April 4, 1997
Argentine navy man confirms secret Dirty War files
By Stephen Brown
BUENOS AIRES - A former Argentine Navy officer, notorious for his confessions about the military's ``Dirty War'' in the late 1970s, confirmed Friday a press report that secret files on the victims were hidden in a Swiss bank.
Spanish newspaper El Mundo's report that the Argentine military smuggled out files on tens of thousands of people who ''disappeared'' during the 1976-83 dictatorship has raised hopes that the truth about their deaths may finally be known.
The Argentine government has requested information from Madrid about eight green tin trunks reportedly flown to Madrid in 1983, copied onto microfilm by Spanish intelligence, then taken to a bank vault in Switzerland.
Former navy officer Adolfo Scilingo's confession in 1995 about his role in flights over the River Plate when thousands of people were thrown to their deaths triggered a wave of ``mea culpas'' from the security forces.
He told Argentine radio Friday: ``I knew the documents were in Switzerland. They were taken there in 1983 by orders of the then commander-in-chief of the Navy, Admiral Ruben Franco. The files were filmed and they took three copies of the microfilm.
``Those documents are very important because each file has records on every person detained. They will show what was the motive of each 'disappearance' and there will be a lot of surprises about how many innocent people there were,'' he said.
After the Argentine military took power in a coup in 1976, they waged a brutal campaign on leftist guerrillas and anyone remotely suspected of sympathizing, even schoolchildren.
Human rights groups say up to 30,000 people were abducted and killed. Many bodies were never found. Their relatives, led by the Mothers of the Plaza de Mayo, have long insisted there must be files on where and when they were killed and by whom.
``It's fantastic that this should come to light, but what worries me is they will want to certify the deaths of the disappeared whereas what we want to know is who killed them,'' said Mothers' leader Hebe de Bonafini.
Undersecretary for Human Rights Alicia Pierini wrote in Clarin newspaper of ``new hopes raised by the Spanish press report about documents recording the horrors suffered by Argentine society.'' She said the government of President Carlos Menem, who freed all Dirty War criminals with a pardon in 1989, would ``do the impossible'' to get hold of such files.
But the military questioned details of El Mundo's story and called it an attempt by the Spanish left to sabotage Prime Minister Jose Maria Aznar's visit to Argentina on April 20.
``What is the aim of publishing this 21 years later? If the lists exist they should have been published in 1983,'' said one military source.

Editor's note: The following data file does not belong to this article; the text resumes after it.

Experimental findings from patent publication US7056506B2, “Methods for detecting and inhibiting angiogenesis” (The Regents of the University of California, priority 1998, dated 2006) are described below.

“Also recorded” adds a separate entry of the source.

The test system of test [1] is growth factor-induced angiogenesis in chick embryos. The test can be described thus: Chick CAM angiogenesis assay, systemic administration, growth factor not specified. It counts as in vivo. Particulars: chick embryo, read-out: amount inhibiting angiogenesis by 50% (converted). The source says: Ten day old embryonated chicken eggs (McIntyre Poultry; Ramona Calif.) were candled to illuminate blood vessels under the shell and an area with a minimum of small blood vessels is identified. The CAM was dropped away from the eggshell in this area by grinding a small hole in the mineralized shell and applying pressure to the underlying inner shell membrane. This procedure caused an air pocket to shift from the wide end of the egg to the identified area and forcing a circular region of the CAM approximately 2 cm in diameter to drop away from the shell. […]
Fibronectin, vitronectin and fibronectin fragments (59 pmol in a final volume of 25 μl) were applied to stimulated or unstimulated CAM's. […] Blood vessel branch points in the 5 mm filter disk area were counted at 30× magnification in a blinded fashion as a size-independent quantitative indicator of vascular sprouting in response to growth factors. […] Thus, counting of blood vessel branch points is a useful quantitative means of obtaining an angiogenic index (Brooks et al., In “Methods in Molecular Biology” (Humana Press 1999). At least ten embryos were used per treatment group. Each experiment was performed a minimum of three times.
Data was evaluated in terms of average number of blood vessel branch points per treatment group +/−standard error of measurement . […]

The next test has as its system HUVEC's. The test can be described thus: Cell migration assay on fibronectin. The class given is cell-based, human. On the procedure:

April 06, 1997
Spain denies it has Argentine missing archives
BUENOS AIRES - Spain has officially informed Argentina that it does not have copies of secret files on the victims of the Argentine military's ``Dirty War'' against leftist guerrillas, local media said Sunday.
Argentina asked Spain for information last week after the Spanish daily El Mundo reported that secret ``Dirty War'' files were flown to Spain in 1983, where they were microfilmed by Spanish intelligence before being stored in a Swiss bank.
The Argentine military denied any knowledge of the files, but former navy officer Adolfo Scilingo said top brass had lists of victims of the 1970s killings.
The Spanish government Saturday faxed a brief statement to Argentina that no such microfilmed copies of the files were kept in Spain.
Since the statement did not specifically deny that the microfilms had once existed, Argentine Foreign Minister Guido Di Tella will formally request more information from Spain this week, La Nacion newspaper reported.
Di Tella also plans to contact the Swiss government over the reports, La Nacion said.
At least 10,000 people were killed in the ``Dirty War'' waged during the 1976-1983 rule of the military juntas. Many of the victims were kidnapped and tortured before their bodies were dumped out of military planes over the sea.
June 12, 1997
Swiss freeze assets in Argentine ``dirty war'' probe
ZURICH - Swiss federal prosecutors have ordered a freeze on assets at four banks in Switzerland as part of a probe into Argentina's ``dirty war'' against leftist guerrillas, a spokesman said Thursday.
But Swiss investigators have found no evidence to back up a Spanish newspaper report that microfilm files listing victims of the military dictatorship's campaign are sitting in a bank safety deposit box in Lugano, spokesman Peter Lehmann said.
In Argentina, Defense Minister Jorge Dominguez said the Peronist Party government supported any moves to have ill-gotten funds in the banks confiscated.